You also need to make sure that the text stands out against the background. A good idea is to use light color text against a dark background, as it is the easiest to read.
Many people with special needs use a screen reader to navigate a web page. The device jumps through the links on the page until the user finds content that they are interested in. If the link only contains words like ‘click here’ or ‘see more,’ users won’t learn what the URL has since there is no description with it.
To make navigation easier, make sure you use contextual links that describe what the users will find when they click on the link. For instance, if you’re pointing a user to a page that contains information about your company, you can use something like ‘To know more about the company, read About Us‘ instead of just writing ‘See More.’ By using contextual links, you will not only improve user experience but also boost your website’s SEO.
Use Headers to structure your content:
You can significantly improve your website accessibility by using headers strategically in your content. Proper headings not only make page navigation easier for screen readers, but they also improve flow and make the content easier to digest.
When using headers, make sure that you follow the correct order. Use H1 mostly for the primary title of the page. You can follow it by an H2 heading, nested with an H3, and so on. Avoid breaking the order by jumping between different headers. This will confuse the readers and make navigation tougher for the users.
Use AI-based solutions:
Artificial Intelligence (AI) is making new strides in every aspect of our lives. A lesser-known benefit of AI is its ability to facilitate website accessibility and ensure compliance with Web Content Accessibility Guidelines (WCAG).
Solving web accessibility with AI can make the digital world more manageable for users with special needs. It can prove to be a game-changer at a time when web-accessibility related lawsuits are at an all-time high. As per ADA title III, the total website accessibility cases skyrocketed to 3,200 in the first half of 2019, and the number is still on the rise.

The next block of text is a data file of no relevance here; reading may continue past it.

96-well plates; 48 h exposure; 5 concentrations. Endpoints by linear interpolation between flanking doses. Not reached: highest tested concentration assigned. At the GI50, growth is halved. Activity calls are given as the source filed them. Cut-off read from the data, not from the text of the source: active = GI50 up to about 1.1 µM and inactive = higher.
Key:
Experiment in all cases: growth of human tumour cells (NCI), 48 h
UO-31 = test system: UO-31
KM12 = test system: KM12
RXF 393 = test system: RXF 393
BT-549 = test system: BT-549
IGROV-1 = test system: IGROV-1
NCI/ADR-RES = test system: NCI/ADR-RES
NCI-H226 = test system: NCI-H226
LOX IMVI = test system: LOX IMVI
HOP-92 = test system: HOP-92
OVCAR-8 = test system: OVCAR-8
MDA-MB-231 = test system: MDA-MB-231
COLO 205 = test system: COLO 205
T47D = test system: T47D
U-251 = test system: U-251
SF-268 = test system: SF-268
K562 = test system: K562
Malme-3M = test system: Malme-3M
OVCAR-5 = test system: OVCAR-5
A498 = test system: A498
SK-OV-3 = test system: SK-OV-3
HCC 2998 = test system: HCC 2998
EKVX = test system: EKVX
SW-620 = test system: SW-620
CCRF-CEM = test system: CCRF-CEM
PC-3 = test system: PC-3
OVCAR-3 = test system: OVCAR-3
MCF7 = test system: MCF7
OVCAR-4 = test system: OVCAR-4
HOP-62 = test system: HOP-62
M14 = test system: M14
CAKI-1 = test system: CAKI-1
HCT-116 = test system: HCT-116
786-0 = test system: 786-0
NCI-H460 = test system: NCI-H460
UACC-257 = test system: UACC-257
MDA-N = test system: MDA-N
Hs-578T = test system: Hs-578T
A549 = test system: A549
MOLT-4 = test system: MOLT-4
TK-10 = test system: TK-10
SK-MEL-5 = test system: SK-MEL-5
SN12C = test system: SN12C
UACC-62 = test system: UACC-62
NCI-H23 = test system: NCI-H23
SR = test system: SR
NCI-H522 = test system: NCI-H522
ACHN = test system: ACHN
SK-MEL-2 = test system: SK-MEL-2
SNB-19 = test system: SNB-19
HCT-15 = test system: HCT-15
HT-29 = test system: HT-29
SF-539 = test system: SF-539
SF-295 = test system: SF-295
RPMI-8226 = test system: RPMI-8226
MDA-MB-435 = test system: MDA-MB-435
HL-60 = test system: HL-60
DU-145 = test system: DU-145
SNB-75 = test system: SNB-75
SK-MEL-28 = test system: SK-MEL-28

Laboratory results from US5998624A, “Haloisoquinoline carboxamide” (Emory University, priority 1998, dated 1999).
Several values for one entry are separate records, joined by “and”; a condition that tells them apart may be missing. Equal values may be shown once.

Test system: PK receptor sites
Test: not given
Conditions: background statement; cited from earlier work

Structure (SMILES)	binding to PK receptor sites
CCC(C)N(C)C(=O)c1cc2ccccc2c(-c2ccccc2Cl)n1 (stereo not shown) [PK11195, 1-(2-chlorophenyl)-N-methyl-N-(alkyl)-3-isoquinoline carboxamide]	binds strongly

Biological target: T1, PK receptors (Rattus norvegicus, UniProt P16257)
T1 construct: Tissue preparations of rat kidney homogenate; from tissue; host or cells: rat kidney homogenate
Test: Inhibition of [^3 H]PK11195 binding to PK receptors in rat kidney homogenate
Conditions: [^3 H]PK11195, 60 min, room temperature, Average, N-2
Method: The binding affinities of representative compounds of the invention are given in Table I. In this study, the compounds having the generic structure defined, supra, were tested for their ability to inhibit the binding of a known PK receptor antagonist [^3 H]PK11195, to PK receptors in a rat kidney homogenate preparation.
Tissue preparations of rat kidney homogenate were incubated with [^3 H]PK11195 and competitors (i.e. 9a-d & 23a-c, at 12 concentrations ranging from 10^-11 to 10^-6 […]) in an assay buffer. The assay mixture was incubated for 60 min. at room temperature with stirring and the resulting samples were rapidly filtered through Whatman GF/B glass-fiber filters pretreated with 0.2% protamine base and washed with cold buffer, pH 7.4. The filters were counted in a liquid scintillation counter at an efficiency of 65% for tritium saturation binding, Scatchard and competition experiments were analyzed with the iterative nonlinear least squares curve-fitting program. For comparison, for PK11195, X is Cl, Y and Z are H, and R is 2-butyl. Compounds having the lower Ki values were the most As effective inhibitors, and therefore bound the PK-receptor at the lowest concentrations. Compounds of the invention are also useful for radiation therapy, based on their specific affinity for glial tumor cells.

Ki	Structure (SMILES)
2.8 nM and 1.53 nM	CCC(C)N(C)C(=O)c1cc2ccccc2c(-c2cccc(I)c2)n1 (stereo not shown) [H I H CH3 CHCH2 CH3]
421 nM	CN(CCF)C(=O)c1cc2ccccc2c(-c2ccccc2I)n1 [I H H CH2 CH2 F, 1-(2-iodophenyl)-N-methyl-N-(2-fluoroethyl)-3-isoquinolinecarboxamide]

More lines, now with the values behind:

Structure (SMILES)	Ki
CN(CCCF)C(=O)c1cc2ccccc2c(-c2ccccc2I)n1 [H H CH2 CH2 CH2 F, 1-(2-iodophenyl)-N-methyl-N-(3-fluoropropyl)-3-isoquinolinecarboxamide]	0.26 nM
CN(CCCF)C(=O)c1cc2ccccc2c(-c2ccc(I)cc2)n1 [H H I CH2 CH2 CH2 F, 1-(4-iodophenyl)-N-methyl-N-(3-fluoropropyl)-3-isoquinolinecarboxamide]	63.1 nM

AI technology can create possibilities in language translation and captioning by using Automated Speech Recognition (ASR). They can not only improve language translation and live captioning for disabled people but also improve their performance through self-learning.
Similarly, the AI-based Automated Image Recognition can help visually impaired people to recognize images. Google has already developed an algorithm called Google Vision API that uses neural networks to recognize images. Facebook has taken similar steps to ensure site accessibility for blind and visually-impaired people by using AI and Machine Learning technologies.
The United Nations Convention on the Rights of Persons with Disabilities recognizes web accessibility as a fundamental human right and demands conformity to the standard and guidelines. Therefore, we advise that you keep a close eye on accessibility when designing your website. Use the above tips to ensure that all users, irrespective of their ability, can access and engage with your website.